In recent weeks, I’ve been reading voraciously, particularly books from the twentieth and twenty-first century. From Harper Lee’s “To Kill a Mockingbird” to Victor Frankl’s “Man’s Search for Meaning,” each book I’ve read has placed characters in wildly different scenarios, yet all are faced with similar conditions. Atticus Finch searches for justice, arbitrating with unshakable morality in the face of rigid, horrific, seemingly unbreakable cultural shackles of racism in Maycomb County, Alabama. Frankl, a Holocaust survivor, searches for meaning in a concentration camp that threatens to strip him of his humanity, either through death or dehumanization. And Paul Kalanithi, neurosurgeon and author of “When Breath Becomes Air,” comes to grips with his diagnosis of stage IV cancer months before completing his residency at Stanford.
These three characters live in different worlds, with different occupations and families. Atticus is a fictional lawyer from the 1930s, Frankl an Austrian psychiatrist from the 1940s and Kalanithi a neurosurgeon from our time. However, all three of these writers face the same questions: at the edge of life and death, they confront their mortality head on and actively search for meaning in their existence.
Recently, I’ve been trying to figure out what brings humans together and what we can learn from it. It’s becoming easier and easier to find what’s different between us. A free flow of information in a globalized world allows us to see our differences, warts and all, and the silos that we occupy make it easy to judge and stand in opposition to each other. Thanks to TV and social media, the poor can see and slander the rich, the Arab can see and slander the Jew and vice-versa. As shown by the election, polarization continues to grow. The promise of a diverse, multicultural, globalized world singing kumbaya together appears to have come across a hiccup.
Yet there are few things we share, simple human facts. One, we were all born. Two, we will all die. And three, we were born into a mystery. We were born without knowing our purpose. There’s a unique democratization, a unique egalitarianism in these simple facts. The richest of men come into this world and they will leave it just like the poorest of men, and each person is free to search and find their meaning and purpose, independent of the world around them. As far as we know, there is no crystal ball. As humans, we haven’t been able to agree on one god or one way of thinking: neither science nor religion alone have answered our questions completely. Both rely on some degree of faith and that may leave our search for meaning perpetual.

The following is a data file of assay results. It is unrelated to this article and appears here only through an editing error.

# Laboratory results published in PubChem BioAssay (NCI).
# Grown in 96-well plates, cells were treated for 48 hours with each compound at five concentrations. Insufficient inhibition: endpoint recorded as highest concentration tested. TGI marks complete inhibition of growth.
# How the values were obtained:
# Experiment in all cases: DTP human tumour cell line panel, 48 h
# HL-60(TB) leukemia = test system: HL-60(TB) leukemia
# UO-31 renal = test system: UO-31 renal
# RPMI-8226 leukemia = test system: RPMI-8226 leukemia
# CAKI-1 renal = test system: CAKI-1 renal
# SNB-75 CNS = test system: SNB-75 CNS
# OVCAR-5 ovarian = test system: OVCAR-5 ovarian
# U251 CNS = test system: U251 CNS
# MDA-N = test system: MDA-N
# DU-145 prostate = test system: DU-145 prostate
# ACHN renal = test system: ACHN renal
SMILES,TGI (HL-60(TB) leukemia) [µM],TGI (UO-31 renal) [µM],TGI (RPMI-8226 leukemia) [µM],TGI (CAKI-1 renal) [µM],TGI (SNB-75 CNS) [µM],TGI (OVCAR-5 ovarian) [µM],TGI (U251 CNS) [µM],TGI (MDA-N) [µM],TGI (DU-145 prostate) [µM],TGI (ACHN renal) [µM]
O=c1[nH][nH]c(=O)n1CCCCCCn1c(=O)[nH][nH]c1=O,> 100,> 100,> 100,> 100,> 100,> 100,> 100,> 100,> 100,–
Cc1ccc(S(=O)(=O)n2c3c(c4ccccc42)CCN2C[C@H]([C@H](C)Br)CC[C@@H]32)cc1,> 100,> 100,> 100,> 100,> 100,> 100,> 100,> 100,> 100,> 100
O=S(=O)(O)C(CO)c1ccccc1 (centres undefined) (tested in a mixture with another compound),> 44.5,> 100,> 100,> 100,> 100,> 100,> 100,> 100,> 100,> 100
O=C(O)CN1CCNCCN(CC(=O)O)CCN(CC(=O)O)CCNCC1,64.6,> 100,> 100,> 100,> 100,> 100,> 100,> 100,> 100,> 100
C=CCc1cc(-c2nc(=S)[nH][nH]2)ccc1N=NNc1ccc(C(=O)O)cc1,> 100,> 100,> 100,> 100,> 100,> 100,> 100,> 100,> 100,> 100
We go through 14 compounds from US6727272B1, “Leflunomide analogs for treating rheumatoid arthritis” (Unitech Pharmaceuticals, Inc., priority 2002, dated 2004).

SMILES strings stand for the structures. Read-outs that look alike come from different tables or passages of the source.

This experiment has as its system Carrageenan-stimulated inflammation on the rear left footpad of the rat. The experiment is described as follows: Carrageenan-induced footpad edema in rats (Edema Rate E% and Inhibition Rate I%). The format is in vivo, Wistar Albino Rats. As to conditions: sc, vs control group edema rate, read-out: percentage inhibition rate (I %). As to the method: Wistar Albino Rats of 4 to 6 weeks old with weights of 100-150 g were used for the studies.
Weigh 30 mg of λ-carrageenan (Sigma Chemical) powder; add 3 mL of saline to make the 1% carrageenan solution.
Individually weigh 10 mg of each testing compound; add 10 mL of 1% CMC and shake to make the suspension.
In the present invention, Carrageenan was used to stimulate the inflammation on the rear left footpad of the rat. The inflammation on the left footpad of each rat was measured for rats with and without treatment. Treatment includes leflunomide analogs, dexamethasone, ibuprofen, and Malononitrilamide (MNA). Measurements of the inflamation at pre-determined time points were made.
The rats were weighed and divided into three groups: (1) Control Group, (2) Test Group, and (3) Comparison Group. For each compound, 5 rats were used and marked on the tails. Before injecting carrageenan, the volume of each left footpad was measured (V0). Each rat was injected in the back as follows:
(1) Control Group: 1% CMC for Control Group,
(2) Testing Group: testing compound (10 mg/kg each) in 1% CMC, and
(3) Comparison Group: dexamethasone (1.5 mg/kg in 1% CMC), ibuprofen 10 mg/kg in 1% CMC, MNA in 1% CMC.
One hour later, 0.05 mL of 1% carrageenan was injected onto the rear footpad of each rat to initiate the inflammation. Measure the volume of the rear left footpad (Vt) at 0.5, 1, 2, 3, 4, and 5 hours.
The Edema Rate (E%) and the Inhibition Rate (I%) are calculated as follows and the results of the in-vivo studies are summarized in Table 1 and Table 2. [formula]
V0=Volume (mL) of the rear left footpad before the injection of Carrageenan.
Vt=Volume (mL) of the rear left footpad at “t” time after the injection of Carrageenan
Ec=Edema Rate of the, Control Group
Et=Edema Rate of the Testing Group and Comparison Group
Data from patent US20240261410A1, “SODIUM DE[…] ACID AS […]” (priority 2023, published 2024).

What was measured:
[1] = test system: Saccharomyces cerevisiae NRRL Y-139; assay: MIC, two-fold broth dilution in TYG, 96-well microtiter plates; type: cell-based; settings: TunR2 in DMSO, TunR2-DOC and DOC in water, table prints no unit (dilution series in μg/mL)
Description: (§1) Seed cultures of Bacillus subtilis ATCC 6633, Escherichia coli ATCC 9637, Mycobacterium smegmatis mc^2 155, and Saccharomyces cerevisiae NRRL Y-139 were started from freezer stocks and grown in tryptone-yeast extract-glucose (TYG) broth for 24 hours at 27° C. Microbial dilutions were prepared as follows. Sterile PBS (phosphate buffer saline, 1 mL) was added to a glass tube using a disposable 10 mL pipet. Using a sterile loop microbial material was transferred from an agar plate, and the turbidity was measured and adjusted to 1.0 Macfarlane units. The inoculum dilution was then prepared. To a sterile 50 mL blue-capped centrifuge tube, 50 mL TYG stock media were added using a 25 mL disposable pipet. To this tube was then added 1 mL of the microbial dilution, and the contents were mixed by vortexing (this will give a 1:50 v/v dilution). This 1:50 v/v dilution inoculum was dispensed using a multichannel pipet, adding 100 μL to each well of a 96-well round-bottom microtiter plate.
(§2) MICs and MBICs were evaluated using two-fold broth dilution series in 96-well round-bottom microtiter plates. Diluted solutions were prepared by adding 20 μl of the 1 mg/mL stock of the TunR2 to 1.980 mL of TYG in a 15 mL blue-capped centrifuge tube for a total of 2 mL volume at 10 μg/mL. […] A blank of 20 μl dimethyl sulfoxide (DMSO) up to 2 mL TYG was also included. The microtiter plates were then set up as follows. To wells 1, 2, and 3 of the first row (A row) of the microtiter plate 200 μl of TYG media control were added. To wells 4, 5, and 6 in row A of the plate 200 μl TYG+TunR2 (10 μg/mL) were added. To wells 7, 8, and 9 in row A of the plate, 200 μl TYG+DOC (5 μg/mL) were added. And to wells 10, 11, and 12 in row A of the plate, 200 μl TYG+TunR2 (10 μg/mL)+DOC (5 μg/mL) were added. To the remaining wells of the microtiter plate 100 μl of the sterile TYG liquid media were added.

Thus, in a world that has competing, not singular, visions of a good life, we are left with two options. We can adopt our own morals and deny all others. Or we can instead determine own meaning and morals for our existence, but understand that we do not know the full mystery of our existence and leave ourselves open to others. I recommend we choose the second.
As Atticus Finch said, “You never really understand a person until you consider things from his point of view … until you climb into his skin and walk around in it.” Thinking is good, empathy is good, reflection is good. A society that does not ponder these existential questions is susceptible to vapidity, ignorance and closed-mindedness.
We all do not know the full reason for our existence, and we may never know. However, the desire to search for the answer to that unsolvable mystery, to seek it out and to fulfill it together is truly heroic and may very well become our reason for our existence after all.
Contact Kyle D’Souza at kvdsouza ‘at’ stanford.edu